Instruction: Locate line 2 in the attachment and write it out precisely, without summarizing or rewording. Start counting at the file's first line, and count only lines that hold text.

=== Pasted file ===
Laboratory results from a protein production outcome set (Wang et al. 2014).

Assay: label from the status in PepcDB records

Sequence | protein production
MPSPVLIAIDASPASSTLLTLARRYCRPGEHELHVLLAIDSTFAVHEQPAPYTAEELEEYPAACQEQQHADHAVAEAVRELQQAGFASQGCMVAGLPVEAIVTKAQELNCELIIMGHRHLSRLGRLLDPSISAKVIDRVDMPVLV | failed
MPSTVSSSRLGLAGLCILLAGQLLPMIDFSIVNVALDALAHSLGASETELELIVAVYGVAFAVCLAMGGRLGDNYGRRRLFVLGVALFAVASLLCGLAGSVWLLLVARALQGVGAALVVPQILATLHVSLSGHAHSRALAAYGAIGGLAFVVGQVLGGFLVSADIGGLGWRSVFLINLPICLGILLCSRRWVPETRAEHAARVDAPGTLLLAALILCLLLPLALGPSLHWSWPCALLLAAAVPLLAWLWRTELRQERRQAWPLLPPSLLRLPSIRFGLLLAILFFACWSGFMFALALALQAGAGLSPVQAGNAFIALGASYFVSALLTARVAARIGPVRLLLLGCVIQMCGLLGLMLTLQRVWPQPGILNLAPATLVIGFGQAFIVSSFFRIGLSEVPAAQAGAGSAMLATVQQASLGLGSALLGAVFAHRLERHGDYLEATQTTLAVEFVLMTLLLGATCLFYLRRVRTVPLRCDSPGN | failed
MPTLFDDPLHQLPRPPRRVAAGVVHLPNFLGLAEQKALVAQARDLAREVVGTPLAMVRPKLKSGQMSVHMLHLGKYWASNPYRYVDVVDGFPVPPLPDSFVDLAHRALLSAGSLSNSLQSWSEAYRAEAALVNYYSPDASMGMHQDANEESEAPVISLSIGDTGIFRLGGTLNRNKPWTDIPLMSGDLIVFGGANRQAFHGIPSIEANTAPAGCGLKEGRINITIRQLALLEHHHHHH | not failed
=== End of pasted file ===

Assay: label from the status in PepcDB records